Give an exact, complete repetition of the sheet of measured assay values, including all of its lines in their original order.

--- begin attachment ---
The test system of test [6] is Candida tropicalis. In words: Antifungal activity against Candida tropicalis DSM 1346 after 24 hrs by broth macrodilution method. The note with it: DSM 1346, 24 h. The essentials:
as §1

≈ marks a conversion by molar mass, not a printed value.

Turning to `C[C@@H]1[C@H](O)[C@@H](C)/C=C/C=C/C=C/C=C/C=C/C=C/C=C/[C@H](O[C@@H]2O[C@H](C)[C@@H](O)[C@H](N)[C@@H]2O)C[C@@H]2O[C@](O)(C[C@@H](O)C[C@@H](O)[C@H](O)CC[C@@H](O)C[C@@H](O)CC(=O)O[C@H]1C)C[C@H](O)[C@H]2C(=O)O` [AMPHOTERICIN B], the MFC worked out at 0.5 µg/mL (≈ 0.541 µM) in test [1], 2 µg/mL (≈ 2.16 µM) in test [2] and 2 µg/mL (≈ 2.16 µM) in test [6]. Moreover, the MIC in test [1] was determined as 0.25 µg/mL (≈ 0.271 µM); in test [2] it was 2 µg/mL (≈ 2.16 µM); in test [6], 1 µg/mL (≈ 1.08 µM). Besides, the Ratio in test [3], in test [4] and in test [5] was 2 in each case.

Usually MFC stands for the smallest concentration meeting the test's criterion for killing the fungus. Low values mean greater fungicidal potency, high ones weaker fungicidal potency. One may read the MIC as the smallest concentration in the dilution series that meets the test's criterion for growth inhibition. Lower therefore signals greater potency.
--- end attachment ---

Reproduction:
The test system of test [6] is Candida tropicalis. In words: Antifungal activity against Candida tropicalis DSM 1346 after 24 hrs by broth macrodilution method. The note with it: DSM 1346, 24 h. The essentials:
as §1

≈ marks a conversion by molar mass, not a printed value.

Turning to `C[C@@H]1[C@H](O)[C@@H](C)/C=C/C=C/C=C/C=C/C=C/C=C/C=C/[C@H](O[C@@H]2O[C@H](C)[C@@H](O)[C@H](N)[C@@H]2O)C[C@@H]2O[C@](O)(C[C@@H](O)C[C@@H](O)[C@H](O)CC[C@@H](O)C[C@@H](O)CC(=O)O[C@H]1C)C[C@H](O)[C@H]2C(=O)O` [AMPHOTERICIN B], the MFC worked out at 0.5 µg/mL (≈ 0.541 µM) in test [1], 2 µg/mL (≈ 2.16 µM) in test [2] and 2 µg/mL (≈ 2.16 µM) in test [6]. Moreover, the MIC in test [1] was determined as 0.25 µg/mL (≈ 0.271 µM); in test [2] it was 2 µg/mL (≈ 2.16 µM); in test [6], 1 µg/mL (≈ 1.08 µM). Besides, the Ratio in test [3], in test [4] and in test [5] was 2 in each case.

Usually MFC stands for the smallest concentration meeting the test's criterion for killing the fungus. Low values mean greater fungicidal potency, high ones weaker fungicidal potency. One may read the MIC as the smallest concentration in the dilution series that meets the test's criterion for growth inhibition. Lower therefore signals greater potency.